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Family Medicine and Pediatrics

HUGH C. THOMPSON, MD
Am J Dis Child. 1974;127(4):596. doi:10.1001/archpedi.1974.02110230142026.
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To the Editor.—This letter is a reaction to the thoughtful and stimulating marginal comment, "Family Medicine and Pediatrics," by Robert Haggerty, MD, in the July issue of the Journal (126:13-14, 1973). Much of the comment is excellent. A different viewpoint may be presented concerning several issues basic to medical education and to the health care of US children for the next several decades.

  1. What is "family medicine"?

  2. Can family physicians deliver care of a quality equal to that of internists and pediatricians over a practice life of 30 to 35 years?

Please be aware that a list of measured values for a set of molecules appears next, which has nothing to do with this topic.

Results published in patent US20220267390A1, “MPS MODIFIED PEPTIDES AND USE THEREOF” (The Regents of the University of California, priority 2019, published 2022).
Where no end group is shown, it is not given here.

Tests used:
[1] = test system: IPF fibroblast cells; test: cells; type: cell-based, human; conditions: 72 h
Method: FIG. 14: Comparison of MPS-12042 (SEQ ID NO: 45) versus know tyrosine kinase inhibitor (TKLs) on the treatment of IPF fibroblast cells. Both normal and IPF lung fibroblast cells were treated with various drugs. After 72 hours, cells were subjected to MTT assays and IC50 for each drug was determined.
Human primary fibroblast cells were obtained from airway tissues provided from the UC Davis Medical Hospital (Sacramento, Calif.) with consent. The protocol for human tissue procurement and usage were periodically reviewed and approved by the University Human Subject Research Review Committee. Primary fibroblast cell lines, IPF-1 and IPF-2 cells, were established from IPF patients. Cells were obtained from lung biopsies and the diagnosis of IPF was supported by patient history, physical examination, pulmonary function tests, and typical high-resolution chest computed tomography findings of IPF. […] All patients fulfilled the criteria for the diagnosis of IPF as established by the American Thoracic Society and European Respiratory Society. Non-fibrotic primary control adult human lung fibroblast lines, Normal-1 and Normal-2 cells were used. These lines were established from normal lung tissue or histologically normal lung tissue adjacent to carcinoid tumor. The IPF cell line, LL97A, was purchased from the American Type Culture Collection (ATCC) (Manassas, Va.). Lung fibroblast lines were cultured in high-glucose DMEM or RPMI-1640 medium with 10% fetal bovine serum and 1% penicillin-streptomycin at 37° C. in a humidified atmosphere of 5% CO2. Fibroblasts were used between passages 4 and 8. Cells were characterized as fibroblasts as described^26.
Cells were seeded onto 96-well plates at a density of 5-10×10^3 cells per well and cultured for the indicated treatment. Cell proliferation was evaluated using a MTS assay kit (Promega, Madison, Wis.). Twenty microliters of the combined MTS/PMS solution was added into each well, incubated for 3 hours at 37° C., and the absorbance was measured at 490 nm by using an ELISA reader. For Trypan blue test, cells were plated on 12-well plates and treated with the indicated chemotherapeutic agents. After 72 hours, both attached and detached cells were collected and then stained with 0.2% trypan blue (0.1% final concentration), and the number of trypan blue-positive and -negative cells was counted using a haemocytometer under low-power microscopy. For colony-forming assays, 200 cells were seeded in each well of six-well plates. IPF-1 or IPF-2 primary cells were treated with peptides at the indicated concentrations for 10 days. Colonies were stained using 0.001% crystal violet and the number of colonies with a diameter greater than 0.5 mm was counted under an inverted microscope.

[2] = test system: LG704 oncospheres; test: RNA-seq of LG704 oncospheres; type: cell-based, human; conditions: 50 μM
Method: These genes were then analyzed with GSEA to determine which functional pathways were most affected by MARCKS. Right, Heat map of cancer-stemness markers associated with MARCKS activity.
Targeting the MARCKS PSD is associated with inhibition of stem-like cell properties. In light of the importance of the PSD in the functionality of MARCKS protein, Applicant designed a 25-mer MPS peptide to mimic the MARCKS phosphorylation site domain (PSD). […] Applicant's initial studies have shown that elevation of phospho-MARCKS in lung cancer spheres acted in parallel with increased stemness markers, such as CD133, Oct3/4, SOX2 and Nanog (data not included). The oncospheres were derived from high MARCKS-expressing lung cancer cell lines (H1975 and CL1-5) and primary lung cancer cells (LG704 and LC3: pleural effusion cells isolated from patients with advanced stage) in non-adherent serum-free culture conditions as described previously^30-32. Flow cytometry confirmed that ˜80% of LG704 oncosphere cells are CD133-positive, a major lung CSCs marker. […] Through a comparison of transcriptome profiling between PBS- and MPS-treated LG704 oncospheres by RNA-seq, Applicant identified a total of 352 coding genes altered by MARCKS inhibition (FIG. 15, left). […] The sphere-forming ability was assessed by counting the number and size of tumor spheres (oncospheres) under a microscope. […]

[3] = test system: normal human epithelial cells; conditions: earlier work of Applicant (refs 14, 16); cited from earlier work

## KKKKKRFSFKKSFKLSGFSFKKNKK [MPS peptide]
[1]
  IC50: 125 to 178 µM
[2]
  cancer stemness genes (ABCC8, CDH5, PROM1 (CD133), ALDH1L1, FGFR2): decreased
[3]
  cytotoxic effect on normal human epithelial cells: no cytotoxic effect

3. Does the type of training of the physician affect the expense of health care?

  4. Does a medical specialty determine boredom in practice?

  5. At what age should pediatric care stop?

Family Medicine.—What constitutes family medicine has been discussed by Ransom and Vandervoort.1 Basically, there are two components. The physician must consider and

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